It’s something you’ve been planning for quite some time, and you’re finally ready to take your motorcycle on a long road trip. Are you absolutely sure you’re ready? A motorcycle road trip is a lot different than a car trip. There’s a lot more to consider, such as weather (there’s little protection from thunderstorms on a motorcycle, and riding in bad weather is extremely dangerous). Moreover, you need to be aware of local rules and ordinances in regards to your bike.
Use this guide to ensure you’re fully prepared for whatever the road may bring, and that your trip is as successful as you hope it to be.
Pack Light and Use Saddle and Tank Bags
A backpack can be worn, but don’t pack it too full. You don’t want it to weigh you down. Saddlebags and tank bags are where you should store your heavier items, such as boots, a change of clothes, and a first aid kit. Unfortunately, space is limited so be discerning and choose to only pack those items that will be most beneficial in an emergency.
You can choose a pre-packaged first aid kit, or you can create a DIY first aid kit. Outside Online recommends including equipment (flashlight, etc.), medications, CPR and bleeding treatments (gauze, etc.), wound care items, and elastic bandaging. Include water to ensure you don’t get dehydrated on the road. Energy bars and dried fruit can keep your energy up between meals, so include those snacks as well.
Pack waterproof clothing, such as a poncho and rain pants. You never know when weather can change, and you could end up roadside waiting for the rain to subside before it’s safe to travel again. For this reason, it may be good to also pack a small pop-up tent. To avoid this potentially dangerous scenario, frequently check weather forecasts.
Preparing Your Bike for the Open Road
The last thing you need is a breakdown on an empty highway. Do the following to ensure your bike is in good working condition before beginning your road trip.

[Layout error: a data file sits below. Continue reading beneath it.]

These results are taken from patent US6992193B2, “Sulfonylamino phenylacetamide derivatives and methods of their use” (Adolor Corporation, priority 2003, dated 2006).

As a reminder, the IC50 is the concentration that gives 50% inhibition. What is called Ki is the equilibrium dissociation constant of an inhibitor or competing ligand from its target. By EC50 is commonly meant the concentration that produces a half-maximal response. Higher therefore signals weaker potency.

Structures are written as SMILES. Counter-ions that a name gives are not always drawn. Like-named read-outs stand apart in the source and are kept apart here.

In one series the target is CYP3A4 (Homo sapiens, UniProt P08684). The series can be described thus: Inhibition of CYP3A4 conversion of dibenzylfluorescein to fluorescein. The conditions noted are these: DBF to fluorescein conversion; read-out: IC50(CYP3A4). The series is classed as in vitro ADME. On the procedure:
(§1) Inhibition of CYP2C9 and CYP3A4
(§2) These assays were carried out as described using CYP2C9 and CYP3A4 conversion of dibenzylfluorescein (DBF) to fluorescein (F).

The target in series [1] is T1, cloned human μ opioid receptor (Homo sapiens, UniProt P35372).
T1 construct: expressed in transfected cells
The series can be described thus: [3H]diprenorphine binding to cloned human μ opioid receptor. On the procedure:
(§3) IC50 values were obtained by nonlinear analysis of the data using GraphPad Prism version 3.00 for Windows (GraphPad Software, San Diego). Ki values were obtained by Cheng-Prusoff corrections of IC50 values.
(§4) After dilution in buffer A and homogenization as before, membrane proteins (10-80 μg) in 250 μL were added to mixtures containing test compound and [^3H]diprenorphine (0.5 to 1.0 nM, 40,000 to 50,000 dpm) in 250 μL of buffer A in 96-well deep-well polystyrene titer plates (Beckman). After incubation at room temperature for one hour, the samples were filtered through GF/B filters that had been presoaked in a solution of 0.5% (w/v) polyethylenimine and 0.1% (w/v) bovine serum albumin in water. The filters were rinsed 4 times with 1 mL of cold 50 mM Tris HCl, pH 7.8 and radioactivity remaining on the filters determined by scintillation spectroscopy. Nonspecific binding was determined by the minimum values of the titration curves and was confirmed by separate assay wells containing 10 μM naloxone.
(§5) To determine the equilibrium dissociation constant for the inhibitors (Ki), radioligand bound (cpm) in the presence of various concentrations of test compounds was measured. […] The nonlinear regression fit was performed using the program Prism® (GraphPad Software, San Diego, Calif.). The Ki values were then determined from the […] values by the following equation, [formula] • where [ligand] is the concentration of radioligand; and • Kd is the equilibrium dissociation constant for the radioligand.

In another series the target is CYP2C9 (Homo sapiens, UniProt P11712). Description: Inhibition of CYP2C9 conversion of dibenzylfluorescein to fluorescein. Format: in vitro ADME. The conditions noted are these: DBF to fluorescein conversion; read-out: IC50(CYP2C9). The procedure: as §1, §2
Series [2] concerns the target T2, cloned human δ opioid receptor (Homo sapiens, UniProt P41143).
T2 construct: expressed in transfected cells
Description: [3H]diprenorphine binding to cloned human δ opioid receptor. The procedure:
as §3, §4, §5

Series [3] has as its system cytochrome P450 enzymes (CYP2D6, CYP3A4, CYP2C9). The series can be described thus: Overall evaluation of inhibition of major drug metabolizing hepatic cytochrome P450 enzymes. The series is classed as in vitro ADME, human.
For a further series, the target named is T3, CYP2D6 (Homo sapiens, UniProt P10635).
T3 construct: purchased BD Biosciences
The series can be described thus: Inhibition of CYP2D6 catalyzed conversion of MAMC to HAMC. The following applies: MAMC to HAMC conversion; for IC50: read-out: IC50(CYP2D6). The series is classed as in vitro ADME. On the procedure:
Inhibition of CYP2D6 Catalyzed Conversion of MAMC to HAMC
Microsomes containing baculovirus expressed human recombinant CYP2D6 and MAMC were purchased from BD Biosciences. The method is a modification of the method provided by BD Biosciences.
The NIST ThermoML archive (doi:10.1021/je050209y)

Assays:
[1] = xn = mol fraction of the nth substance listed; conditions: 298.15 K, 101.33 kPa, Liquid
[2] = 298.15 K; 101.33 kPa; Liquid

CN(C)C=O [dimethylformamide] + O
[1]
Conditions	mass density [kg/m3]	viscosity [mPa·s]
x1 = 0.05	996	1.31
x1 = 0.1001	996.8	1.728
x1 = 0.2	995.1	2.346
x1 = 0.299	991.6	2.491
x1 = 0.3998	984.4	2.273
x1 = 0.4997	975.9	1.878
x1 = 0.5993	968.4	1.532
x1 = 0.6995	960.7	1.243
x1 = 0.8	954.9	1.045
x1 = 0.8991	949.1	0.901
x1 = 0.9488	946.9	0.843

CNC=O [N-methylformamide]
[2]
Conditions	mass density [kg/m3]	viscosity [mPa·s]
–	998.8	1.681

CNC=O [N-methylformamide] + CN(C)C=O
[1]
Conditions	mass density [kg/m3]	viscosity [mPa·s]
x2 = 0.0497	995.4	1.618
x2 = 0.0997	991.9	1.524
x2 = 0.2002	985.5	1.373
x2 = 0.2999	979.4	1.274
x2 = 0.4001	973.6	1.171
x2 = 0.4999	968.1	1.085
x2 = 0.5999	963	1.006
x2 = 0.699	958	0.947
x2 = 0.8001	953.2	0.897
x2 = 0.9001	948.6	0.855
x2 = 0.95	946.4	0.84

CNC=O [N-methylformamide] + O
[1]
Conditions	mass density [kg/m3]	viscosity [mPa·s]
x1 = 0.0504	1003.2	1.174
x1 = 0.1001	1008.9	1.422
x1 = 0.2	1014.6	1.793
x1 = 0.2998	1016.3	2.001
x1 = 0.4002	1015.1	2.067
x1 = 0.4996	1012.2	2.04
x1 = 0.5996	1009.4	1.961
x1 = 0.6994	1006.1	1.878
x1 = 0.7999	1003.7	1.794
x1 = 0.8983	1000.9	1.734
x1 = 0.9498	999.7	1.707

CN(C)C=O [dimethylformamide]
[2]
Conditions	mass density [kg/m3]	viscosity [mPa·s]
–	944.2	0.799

- Check the tire pressure using an air pressure monitor
- Replace worn tires
- Check the brakes and clutch cables
- Ensure lights are clean and in good working condition
- Check that oil and fluids are at proper levels
- Ensure chassis is intact and not cracked
- Ensure stand isn’t cracked or bent
Preparing for Accidents and Other Unfortunate Events
It’s essential to have a plan should an accident occur. In the event an accident does occur, call the emergency services for your area immediately. Do not wait; the first hour after a trauma can mean the difference between life and death, and the shock may cause you to believe you’re uninjured when in fact you are injured.
Once you’ve notified authorities, move your bike off the roadway if you can. While you’re waiting for police, you can exchange information with the other motorist (if there’s another motorist involved).
Take pictures of the accident, including damages to your bike. This is especially important; regardless who is at fault. Pictures can help your case in the event of legal action.
At this point, you’ll want to call your insurance company and report the accident. Never head out on the open road without insurance; this is illegal and it can end up costing you a fortune. Before any road trip, call your insurance agent and discuss your coverage. You may find that more than basic coverage is needed for a long trip.
Consider insurance coverage that includes towing and rentals (in the event of an accident). If you’re traveling with a passenger, your motorcycle insurance should include guest passenger liability. Moreover, you can discuss the discounts that may be available to you, such as safe driver discounts, senior citizen discounts, and discounts for included safety features.
When it comes to travel, there’s nothing more liberating than a motorcycle road trip. These trips provide a scenic view and a great deal of fun. As long as you’re prepared, you should have a great time with little to no trouble.